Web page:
Lawsuit filed over critical habitat

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PALM SPRINGS, Calif. - The Agua Caliente Band of Cahuilla Indians has filed
a lawsuit against the federal government, claiming that too much land was
placed into federal protection for "critical habitat" for the Peninsular
bighorn sheep.

The tribe asserted that the critical habitat designation violates the
Endangered Species Act by not taking into account the economic impact
caused by the designation.

"We are simply asking that the service comply with the law and adequately
evaluate the economic and other impacts of designating critical habitat and
that the service respect the tribe's authority over the management of
tribal resources," said Agua Caliente in a press release.

At issue are differing viewpoints on what constitutes critical habitat for
the sheep, a bighorn subspecies found from the southern California coast
eastward to the inland mountains and south to Mexico's Baja Peninsula.

The animals have been listed as an endangered species since the late 1990s.
Though the population fluctuates slightly, the U.S. Fish and Wildlife
Service estimated that there are currently only around 700 Peninsular
bighorn sheep left. A Bureau of Land Management Web site cites development
and other human incursions as the reasons for the Peninsular bighorn's
reduced numbers.

In 1998, a coalition of environmental groups sued the federal government to
protect sheep habitat which eventually led the USFWS in 2001 to designate
845,000 acres in Imperial, San Diego and Riverside counties as critical
habitat for the Peninsular bighorn. Agua Caliente is in Riverside County.

However, Agua Caliente alleged that the USFWS went too far in creating a
critical habitat zone for the sheep. About half of the tribe's 32,000-acre
reservation is now part of the animals' protection area; and the tribe says
that it could add extra tiers of administration, which would negatively
affect the tribe.

Tom Davis, the chief planning officer at Agua Caliente, said the tribe
supports protecting sheep habitats but that the federal designation makes
no sense. The tribe's main argument is that since the sheep reside only on
steep, generally inaccessible terrain, the USFWS's inclusion of more level
ground is puzzling.

The tribe's reservation, which includes areas in downtown Palm Springs,
ranges from that famed desert resort town on the floor of the Coachella
Valley into the nearby San Jacinto and Santa Rosa mountains. Rugged
canyons, operated as tribal parks, are also part of the reservation.

Davis argued that as the sheep's crucial habitat is in these steeper areas,
the federal government's inclusion of the alluvial fan that enters the
valley is puzzling as well. He also contended that tribal economic
development is not the main cause of the sheep's demise, but predation and
other natural factors are some of the largest causes of Peninsular bighorn
sheep mortality.

The main problem for the tribe, said Davis, is that the federal designation
adds extra layers of bureaucracy to any kind of tribal economic development
and will unfairly impact the tribe.

However, Agua Caliente currently lacks a specific development plan for the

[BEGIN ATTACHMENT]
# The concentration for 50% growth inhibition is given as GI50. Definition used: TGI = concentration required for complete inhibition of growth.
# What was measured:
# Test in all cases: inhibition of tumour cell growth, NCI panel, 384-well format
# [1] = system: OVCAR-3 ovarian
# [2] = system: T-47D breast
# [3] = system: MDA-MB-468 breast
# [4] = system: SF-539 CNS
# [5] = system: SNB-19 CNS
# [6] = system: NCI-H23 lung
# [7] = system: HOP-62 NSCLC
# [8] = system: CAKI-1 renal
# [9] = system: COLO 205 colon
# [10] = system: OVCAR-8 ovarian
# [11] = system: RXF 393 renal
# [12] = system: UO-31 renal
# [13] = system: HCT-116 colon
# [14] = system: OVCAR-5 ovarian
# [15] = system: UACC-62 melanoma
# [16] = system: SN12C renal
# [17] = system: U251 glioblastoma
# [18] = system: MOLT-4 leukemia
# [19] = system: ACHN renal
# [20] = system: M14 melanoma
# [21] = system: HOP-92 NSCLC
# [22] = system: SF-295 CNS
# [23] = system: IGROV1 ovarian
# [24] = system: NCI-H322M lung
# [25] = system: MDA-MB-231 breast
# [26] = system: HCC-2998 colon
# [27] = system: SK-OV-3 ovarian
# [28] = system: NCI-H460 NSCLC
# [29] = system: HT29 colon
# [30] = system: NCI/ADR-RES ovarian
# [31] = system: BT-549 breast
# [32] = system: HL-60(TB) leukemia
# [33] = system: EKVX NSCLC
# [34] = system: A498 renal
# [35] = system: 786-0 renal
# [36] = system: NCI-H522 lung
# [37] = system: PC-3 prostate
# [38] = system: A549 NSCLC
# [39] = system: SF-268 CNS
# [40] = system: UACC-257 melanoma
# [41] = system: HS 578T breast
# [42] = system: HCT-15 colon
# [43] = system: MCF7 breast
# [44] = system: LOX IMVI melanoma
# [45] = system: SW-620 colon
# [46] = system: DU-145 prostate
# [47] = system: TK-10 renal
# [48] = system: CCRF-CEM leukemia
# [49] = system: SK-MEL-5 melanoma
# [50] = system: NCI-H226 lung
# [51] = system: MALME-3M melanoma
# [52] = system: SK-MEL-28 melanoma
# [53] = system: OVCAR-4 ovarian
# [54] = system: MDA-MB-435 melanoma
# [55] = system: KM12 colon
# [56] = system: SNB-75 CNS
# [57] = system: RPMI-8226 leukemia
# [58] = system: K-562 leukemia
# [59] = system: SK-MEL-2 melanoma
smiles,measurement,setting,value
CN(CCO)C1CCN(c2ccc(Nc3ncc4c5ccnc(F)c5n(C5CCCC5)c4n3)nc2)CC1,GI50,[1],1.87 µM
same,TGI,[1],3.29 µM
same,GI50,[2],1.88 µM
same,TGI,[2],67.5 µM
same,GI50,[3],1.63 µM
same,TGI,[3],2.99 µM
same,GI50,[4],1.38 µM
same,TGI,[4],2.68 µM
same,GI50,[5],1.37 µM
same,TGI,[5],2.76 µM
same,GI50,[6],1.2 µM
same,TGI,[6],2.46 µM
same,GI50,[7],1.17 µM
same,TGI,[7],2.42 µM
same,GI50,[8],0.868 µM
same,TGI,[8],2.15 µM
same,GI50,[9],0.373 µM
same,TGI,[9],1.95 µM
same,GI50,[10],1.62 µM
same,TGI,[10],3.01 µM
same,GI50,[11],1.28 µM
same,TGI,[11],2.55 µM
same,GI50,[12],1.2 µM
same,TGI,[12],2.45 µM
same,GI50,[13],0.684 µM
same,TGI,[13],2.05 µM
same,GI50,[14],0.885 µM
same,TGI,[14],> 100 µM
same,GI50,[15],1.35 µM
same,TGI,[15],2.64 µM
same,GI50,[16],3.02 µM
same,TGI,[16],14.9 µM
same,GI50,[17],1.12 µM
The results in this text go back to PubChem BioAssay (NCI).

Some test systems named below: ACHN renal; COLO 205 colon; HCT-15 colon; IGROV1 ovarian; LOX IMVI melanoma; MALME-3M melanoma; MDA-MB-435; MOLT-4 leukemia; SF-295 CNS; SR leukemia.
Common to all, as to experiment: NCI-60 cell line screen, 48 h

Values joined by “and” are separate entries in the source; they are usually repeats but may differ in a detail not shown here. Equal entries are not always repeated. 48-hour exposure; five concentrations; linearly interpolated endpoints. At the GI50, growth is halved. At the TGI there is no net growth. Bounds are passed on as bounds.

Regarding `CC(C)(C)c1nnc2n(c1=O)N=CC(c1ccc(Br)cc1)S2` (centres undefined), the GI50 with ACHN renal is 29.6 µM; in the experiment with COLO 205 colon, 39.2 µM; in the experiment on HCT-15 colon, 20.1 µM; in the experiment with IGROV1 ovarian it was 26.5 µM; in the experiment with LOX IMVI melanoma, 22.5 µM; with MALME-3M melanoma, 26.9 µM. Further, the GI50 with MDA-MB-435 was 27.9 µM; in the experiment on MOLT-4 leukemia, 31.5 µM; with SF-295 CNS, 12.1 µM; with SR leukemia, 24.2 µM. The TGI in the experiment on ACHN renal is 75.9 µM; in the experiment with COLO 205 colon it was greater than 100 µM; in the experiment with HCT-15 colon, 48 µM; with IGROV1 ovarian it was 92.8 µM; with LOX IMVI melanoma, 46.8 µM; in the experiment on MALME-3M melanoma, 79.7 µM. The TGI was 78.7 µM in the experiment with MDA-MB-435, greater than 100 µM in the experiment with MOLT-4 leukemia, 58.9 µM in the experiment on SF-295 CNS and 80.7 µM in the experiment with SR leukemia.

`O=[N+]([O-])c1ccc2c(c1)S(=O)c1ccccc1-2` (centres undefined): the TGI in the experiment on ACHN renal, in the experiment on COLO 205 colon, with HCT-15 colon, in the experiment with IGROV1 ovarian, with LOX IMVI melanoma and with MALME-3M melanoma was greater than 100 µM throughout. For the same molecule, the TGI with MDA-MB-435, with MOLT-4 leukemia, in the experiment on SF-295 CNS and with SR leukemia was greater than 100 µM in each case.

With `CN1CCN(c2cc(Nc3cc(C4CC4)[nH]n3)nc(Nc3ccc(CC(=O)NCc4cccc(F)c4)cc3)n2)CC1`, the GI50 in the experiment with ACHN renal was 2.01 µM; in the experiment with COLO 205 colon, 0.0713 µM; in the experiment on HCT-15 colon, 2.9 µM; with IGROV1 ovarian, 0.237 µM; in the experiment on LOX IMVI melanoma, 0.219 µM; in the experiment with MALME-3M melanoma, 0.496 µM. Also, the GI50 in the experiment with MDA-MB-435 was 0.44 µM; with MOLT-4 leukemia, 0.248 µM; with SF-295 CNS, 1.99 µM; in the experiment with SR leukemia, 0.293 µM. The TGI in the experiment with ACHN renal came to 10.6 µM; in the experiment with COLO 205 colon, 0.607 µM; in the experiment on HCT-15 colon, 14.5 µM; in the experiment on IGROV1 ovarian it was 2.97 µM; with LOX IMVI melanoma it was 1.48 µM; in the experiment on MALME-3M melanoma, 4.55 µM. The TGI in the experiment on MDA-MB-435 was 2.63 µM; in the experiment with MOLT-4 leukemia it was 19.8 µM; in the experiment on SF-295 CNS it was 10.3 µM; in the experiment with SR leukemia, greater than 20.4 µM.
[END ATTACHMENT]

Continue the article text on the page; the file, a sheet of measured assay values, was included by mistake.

designated area. A few months ago, voters turned down a proposed project
that would have encroached onto the designated area which had won initial
approval from the Palm Springs city council.

Additionally, Davis felt the tribe would make a better determination of
where to protect the species. He said the tribe plans to create its own
proposal that would include about 85 percent of the designated land.

Jane Hendron, a representative for the USFWS office in Carlsbad, Calif.,
could not comment on the lawsuit's specifics as she had yet to review it.

On the more general issue of the Peninsular bighorn sheep, she noted that
the Peninsular subspecies differs from other bighorns of the West in terms
of habitat.

While most people tend to think of bighorn sheep as a high-elevation animal
- as they are in the Colorado Rocky Mountains, where they are found at
8,000 feet and even higher in some cases - this subspecies is unique among
bighorns in that they are very rarely found above 4,000 feet. They often
traverse lower areas, including the Coachella Valley floor, and often will
migrate in search of mates and new forage areas.

Admitting that predation does play a role in bighorn sheep mortality, with
mountain lions being a particular threat, Hendron pointed out that a number
of human-related factors have contributed to such a steep decline of the
species in recent years.

Since much of the Coachella Valley has already been developed, Hendron said
there are fewer places for the sheep to cross in relative safety. She
counted off several human problems that the animals face, including being
hit by cars and eating poisonous plants such as oleander, which grows well
in the desert climate but is highly toxic to animals and humans.

She noted that the USFWS is working with the Agua Caliente tribe on a
tribal habitat conservation plan, and with other governmental agencies and
other entities to craft a comprehensive plan for the entire Coachella
Valley.

A critical habitat mainly affects public lands and private landowners are,
at least in practice, partially exempt. Private landowners are only
affected when they apply for a federal permit or do a project that is tied
to federal funding.